It's been described as one of the most important revolutions in history, one that changed the face of a country and sent shock waves around the world. The Islamic Revolution of 1979 changed Iran from a monarchy into a theocracy and made political Islam a force to be reckoned with around much of the globe. The revolution unfolded 30 years ago, but its impact is felt to this day.
Former British Foreign Secretary Lord David Owen
said by the late 1970's, the Shah had managed to alienate much of Iranian
society. "The Bazaaris [merchants] were upset by inflation, which was roaring
ahead with no curbs on it at all," he said. "The religious mullahs were upset by
[the Shah's] apparent flouting of ... the Islamic faith; the students were upset
because there wasn't enough liberty and democracy."
Protests spread throughout the country.
On 16 January 1979, the Shah fled Iran, and 18 months later died of cancer in Cairo.
The revered cleric, Ayatollah Ruhollah Khomeini, return from exile in France on 1 February 1979 to a hero's welcome and as the undisputed leader of the revolution.
By April, the Islamic Republic was officially established. The revolution was about change.
Like many professionals and intellectuals, human
rights lawyer Shirin Ebadi had supported it. "The slogan of the revolution was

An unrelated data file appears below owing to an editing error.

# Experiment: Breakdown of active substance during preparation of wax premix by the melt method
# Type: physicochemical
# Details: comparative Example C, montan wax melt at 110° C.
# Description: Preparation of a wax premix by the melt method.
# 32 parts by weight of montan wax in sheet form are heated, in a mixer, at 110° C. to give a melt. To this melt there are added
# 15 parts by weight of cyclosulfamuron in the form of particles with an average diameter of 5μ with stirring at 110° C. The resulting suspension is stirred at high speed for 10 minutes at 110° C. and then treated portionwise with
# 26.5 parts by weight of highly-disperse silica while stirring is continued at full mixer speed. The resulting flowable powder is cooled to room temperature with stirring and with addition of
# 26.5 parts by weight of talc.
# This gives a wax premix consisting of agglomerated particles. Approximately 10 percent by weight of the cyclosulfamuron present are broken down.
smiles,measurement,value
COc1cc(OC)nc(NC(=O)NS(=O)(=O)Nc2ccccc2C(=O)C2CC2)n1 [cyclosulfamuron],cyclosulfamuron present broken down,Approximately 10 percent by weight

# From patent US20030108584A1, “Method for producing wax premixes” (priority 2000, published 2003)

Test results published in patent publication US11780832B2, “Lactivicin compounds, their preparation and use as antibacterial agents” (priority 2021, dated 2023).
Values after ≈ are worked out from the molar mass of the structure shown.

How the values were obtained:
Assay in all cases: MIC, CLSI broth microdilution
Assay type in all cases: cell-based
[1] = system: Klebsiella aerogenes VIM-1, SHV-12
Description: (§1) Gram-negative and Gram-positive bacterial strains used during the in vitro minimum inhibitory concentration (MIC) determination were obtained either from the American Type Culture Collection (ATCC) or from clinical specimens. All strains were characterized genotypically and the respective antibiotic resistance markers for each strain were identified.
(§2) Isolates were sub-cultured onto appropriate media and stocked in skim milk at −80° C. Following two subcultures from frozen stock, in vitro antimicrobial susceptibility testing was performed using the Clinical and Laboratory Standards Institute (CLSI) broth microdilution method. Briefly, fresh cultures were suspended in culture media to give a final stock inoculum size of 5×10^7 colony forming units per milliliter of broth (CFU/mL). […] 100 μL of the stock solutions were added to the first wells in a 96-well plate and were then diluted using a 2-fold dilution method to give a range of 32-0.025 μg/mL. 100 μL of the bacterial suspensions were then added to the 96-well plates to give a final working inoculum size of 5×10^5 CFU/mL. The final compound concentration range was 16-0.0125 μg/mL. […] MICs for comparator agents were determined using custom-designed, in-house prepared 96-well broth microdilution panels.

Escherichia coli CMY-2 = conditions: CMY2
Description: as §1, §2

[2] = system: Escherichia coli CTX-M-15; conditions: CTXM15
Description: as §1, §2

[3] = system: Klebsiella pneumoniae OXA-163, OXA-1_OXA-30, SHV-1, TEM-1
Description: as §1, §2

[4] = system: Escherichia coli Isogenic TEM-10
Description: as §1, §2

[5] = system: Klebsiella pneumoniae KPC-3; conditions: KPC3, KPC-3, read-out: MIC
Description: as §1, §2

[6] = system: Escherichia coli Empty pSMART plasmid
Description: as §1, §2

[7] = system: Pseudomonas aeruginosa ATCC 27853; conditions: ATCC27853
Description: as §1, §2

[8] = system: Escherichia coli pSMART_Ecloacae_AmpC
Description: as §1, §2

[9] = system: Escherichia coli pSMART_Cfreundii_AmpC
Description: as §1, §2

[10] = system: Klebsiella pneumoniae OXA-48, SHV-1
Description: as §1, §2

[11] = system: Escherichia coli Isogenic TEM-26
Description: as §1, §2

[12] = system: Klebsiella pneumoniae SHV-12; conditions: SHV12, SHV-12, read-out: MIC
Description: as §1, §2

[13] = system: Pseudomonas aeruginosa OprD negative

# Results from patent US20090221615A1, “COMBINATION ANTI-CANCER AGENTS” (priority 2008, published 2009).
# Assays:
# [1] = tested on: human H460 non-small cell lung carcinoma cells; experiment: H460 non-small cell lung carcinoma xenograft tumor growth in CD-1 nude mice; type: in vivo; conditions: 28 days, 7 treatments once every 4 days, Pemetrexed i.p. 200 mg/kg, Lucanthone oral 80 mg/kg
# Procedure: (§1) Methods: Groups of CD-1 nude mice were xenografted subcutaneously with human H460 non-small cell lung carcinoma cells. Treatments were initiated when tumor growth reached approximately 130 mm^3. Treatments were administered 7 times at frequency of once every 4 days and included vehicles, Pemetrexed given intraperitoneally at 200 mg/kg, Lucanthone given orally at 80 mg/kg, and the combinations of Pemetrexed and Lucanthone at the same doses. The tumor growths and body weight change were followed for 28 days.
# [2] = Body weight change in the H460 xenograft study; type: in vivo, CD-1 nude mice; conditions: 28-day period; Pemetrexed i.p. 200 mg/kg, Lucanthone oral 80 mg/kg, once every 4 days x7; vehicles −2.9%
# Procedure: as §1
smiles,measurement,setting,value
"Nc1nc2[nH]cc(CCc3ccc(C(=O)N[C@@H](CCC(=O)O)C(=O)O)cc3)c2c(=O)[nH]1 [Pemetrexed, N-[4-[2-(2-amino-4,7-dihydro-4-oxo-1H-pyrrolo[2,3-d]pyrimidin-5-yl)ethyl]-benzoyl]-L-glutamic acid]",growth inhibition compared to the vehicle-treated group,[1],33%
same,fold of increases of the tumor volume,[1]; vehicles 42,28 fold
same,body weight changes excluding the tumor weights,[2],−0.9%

freedom and independence, and they had promised we would achieve the two," Ebadi
Change came, but not as many had hoped. There were executions, mass arrests, purges and chaos.
In November of 1979, a group of students took over the U.S. Embassy in Tehran and held 52 Americans hostage for 444 days.
Washington severed ties and imposed sanctions; relations have yet to recover.
Christopher Rundle was a British diplomat in Iran just after the revolution. He says that while the revolution may have brought isolation, inside Iran it was seen as a victory.
"The people in power in Iran would say that one of the great achievements of the revolution has been independence from the United States, in particular," Rundle stated. "They are very proud of that achievement."
But, hard times followed. Iran's neighbor and arch rival Iraq used the chaos to launch an attack in 1980. The eight-year Iran-Iraq war cost as many as one million lives on both sides.
Internally, as the Islamists consolidated power, draconian laws were passed to curb personal and social freedom.
Speaking to VOA in London, Shirin Ebadi said the revolution threw off western influence, but did not deliver on other promises. "I never saw the freedom that I wanted being realized," Ebadi explained. "That is why I became a defender of human rights, and I am fighting so that we actually gain that freedom."
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